(1)A person designated to receive complaints of sexual harassment shall issue a written acknowledgment of receipt of each complaint received by him or her.(2)An employer shall instruct the recipient of sexual harassment complaints to inform the complainant and the alleged perpetrator that the employer shall—(a)keep the complaint confidential to the extent practicable under the circumstances;(b)conduct a prompt and neutral investigation; and(c)not tolerate any form of retaliation against the complainant.
Part III – Sexual harassment committee
10. Sexual harassment committee
(1)An employer shall establish a sexual harassment committee composed of representatives of management and employees or labour union representatives selected annually by each party.(2)The committee shall comprise four members, including the Chairperson designated by the employer.(3)Members of the committee shall be persons knowledgeable in and sensitive to gender and sexual harassment issues.(4)A member of the committee may receive a written or verbal complaint and where a verbal complaint is made the committee member receiving it, shall reduce it into writing and read to the complaint who shall sign it and the member of the committee shall countersign it.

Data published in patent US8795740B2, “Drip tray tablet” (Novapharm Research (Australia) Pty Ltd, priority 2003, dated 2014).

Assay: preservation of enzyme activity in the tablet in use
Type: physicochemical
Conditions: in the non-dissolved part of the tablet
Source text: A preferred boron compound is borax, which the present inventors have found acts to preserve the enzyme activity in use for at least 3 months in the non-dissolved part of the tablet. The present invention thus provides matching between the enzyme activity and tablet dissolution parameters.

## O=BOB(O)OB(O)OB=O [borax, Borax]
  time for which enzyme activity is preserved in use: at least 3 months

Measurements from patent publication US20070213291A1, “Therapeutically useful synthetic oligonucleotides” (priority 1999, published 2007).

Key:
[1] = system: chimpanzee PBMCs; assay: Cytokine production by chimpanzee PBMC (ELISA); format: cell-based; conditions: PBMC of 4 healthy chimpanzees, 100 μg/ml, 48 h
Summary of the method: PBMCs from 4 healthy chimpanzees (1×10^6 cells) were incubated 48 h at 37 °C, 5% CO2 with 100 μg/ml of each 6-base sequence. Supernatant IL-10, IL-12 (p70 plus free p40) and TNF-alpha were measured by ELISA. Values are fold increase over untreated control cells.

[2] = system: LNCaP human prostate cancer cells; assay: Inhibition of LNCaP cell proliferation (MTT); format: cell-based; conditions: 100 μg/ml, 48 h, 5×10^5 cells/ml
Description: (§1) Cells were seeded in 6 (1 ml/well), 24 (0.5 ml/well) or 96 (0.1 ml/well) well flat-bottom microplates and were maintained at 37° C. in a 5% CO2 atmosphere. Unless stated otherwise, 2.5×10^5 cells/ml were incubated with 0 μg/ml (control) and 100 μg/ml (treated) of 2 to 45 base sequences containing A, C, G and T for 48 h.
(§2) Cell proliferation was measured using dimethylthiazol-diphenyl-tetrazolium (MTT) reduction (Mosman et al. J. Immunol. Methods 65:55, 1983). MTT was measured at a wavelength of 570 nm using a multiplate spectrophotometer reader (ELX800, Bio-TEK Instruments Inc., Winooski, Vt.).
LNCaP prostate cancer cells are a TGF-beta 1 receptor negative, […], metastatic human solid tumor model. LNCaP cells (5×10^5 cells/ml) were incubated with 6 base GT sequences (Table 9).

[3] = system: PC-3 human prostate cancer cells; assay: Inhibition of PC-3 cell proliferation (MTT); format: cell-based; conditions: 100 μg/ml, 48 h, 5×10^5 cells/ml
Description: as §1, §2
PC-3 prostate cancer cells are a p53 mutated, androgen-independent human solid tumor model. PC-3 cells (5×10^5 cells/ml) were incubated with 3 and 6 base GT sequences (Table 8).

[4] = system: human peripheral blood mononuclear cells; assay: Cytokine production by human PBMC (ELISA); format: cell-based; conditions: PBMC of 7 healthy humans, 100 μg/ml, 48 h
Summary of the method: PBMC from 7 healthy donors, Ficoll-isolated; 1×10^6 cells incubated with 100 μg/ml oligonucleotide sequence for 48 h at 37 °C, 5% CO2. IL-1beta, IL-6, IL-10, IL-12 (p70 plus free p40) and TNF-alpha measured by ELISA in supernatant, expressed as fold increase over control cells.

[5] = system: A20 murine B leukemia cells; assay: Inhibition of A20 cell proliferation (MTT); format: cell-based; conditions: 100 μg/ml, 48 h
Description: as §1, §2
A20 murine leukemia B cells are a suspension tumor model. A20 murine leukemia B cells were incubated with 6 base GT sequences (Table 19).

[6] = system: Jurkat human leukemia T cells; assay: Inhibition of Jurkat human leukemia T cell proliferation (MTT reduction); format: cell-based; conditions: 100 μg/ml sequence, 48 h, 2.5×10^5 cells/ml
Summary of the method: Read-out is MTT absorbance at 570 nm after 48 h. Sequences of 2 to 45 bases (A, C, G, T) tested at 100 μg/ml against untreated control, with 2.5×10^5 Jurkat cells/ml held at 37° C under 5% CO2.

11. Functions of the committee
The Committee shall—(a)receive and register complaints of sexual harassment in a form prescribed in the First Schedule;(b)initiate internal investigations into complaints;(c)keep a record of the nature of sexual harassment offences, proceedings, documents, information and action taken;(d)respond to complaints within fourteen days from the date of lodging the complaint with recommendations to management for appropriate action;(e)review the provisions of the policy to convey a responsive and supportive attitude that builds faith and trust:(f)prepare and provide reports under the complaints procedure to the labour commissioner or labour officer; and(g)carry out any other duties as may arise for the prevention of sexual harassment.
Part IV – Sexual harassment complaints procedure
12. Lodging of sexual harassment complaints
An employee who is sexually harassed in any way described in these Regulations, by the employer or employers' representative, shall lodge a complaint to the labour officer.
13. Procedure for handling sexual harassment complaints by labour officer